Can Scindia adapt to Sangh and saffron culture?

The restless descendant of the House of Scindia, Jyotiraditya, had his own compelling reasons to quit the minority appeasing Congress after 18 years, and the ruling BJP its own to accede to his request. For Jyotir it was his party’s failure to give him a position in keeping with his stature as a former royal. The BJP, on its part, was driven by the desire to further puncture the pride of a country’s foremost political dynasty already on its last legs.

Roping in a well-known scion of a clan with a 200-year-old lineage to embarrass the nation’s predominant political dynasty since Independence got the attention it deserved. But will it have a long-term impact on the BJP’s internal dynamics at any level? For at the end of the day both Rahul Gandhi and his college friend and confidante, Jyotir, are products of privilege and entitlement. Neither is a mass leader, neither worked his way up, and neither has any significant achievement to his credit.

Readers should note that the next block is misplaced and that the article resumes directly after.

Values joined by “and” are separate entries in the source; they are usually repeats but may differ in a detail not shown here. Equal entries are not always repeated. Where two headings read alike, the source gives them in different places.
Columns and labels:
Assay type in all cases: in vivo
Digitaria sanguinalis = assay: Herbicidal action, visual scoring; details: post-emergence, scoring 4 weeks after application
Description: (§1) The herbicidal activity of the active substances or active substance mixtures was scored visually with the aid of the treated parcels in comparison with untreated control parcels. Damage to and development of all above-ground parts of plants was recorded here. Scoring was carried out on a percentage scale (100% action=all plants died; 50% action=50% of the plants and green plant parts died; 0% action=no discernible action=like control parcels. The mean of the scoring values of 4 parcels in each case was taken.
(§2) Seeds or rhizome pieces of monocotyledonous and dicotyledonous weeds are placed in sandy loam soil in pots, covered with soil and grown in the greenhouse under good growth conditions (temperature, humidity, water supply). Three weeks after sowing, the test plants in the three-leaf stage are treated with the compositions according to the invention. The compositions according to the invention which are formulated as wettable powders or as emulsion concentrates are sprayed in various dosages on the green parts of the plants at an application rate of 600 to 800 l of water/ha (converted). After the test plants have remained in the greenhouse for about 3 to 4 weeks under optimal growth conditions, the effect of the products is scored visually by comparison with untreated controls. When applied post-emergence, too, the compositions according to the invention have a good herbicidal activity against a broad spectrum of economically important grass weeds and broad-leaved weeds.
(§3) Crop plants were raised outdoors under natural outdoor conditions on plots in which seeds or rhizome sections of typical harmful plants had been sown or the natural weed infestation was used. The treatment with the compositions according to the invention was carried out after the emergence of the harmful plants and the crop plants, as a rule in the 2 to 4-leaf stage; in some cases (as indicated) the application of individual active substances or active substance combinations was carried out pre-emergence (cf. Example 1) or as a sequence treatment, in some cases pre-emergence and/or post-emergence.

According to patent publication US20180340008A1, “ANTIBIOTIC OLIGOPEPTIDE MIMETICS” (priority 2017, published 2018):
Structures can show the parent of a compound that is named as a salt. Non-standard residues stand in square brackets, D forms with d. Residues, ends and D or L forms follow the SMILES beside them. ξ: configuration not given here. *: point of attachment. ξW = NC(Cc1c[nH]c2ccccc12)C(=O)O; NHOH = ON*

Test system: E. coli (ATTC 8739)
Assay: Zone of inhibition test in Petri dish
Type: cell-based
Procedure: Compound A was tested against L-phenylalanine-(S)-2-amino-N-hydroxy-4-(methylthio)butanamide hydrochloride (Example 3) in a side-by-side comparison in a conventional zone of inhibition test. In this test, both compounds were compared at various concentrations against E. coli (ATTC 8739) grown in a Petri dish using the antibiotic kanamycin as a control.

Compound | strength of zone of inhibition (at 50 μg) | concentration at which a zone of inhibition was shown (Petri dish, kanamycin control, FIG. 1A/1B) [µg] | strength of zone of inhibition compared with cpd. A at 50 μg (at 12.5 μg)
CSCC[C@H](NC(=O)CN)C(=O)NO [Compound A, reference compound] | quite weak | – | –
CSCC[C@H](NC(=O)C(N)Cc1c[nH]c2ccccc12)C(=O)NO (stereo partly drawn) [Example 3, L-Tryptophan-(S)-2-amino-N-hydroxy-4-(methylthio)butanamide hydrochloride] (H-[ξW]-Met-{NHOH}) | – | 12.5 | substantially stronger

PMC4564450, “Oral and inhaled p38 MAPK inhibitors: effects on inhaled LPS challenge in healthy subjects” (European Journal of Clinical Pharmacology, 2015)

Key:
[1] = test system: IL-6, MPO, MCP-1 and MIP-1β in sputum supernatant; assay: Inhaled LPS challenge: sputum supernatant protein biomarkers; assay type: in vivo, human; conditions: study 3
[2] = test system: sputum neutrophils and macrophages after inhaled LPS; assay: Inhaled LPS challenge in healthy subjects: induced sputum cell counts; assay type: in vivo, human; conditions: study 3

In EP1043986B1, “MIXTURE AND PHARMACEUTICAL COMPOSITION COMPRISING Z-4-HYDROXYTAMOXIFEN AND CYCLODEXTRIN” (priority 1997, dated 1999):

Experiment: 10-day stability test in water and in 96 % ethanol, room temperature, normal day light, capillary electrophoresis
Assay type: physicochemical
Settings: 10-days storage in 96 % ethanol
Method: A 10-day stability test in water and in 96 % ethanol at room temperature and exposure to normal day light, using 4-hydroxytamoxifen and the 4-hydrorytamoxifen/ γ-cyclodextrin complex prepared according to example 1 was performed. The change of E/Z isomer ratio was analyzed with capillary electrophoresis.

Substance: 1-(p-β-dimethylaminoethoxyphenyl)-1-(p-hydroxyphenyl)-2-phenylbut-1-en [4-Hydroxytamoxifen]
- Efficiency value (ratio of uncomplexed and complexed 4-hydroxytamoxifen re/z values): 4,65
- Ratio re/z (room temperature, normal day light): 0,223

Jyotir, admittedly, is the better educated, more intelligent, and wiser. And as is usually the case in most pursuits, especially politics, merit plays second fiddle to mediocrity. Jyotir’s father, Madhav Rao, too was thwarted though many saw in him a future prime minister. He had reached his job max when felled by a copter crash in 2001.

Jyotir’s succession was hurried and premature. Having spent nearly two decades in the Congress eco-system, a key question will sooner or later come to haunt him and his party managers. How soon and how willingly will he embrace the party’s core ideology, Hindutva, put his royal lineage on the backburner, mellow his persona, and paint himself a proud saffron. Perhaps even intone, Jai Shri Ram. The challenge of self-imposed change is a problem his father never had to contend with since he meshed perfectly with Delhi’s Lutyens circuit. So did his Harvard-Stanford going son, now 49.

Jyotir’s political prospects in the BJP hinge on his metamorphosis. Nothing less will suffice if he wishes to occupy a front seat in the Modi-Shah era. Handing him a Rajya Sabha seat and allotting a berth in the Union Cabinet may be good for starters, but it is doubtful if that will whet his political appetite. A position of primacy in the politics of Madhya Pradesh is what he wants in the immediate future, and it is this which holds the potential for friction.